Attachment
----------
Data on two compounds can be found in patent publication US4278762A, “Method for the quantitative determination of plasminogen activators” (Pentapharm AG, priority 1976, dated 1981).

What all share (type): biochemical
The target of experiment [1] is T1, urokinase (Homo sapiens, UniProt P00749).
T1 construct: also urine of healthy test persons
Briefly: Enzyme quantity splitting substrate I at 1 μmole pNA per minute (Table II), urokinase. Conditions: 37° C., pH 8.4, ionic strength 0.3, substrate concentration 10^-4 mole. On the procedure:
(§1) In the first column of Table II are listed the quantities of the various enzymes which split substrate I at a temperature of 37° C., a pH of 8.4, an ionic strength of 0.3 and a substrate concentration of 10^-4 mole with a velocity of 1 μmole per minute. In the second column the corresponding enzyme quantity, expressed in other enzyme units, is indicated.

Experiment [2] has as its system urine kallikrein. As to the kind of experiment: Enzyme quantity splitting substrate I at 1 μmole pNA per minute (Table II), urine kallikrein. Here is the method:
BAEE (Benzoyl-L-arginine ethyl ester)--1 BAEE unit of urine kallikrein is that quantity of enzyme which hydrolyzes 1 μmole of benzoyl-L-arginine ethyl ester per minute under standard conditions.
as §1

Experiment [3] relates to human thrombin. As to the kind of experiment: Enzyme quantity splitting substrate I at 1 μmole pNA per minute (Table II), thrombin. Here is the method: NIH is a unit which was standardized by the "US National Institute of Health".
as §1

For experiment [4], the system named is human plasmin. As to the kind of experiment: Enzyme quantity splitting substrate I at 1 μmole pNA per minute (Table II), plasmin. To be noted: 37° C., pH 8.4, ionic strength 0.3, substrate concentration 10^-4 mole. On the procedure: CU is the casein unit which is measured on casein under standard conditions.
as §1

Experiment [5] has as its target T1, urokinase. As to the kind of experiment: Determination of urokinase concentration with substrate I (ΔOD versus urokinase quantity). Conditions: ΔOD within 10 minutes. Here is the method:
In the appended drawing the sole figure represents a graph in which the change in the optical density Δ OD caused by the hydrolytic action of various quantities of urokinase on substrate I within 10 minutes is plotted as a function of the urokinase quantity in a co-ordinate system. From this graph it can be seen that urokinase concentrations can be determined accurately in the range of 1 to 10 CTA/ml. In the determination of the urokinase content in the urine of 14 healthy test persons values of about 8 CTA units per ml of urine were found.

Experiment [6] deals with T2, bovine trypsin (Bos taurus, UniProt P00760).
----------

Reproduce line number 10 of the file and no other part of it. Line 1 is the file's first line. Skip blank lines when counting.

Experiment [3] relates to human thrombin. As to the kind of experiment: Enzyme quantity splitting substrate I at 1 μmole pNA per minute (Table II), thrombin. Here is the method: NIH is a unit which was standardized by the "US National Institute of Health".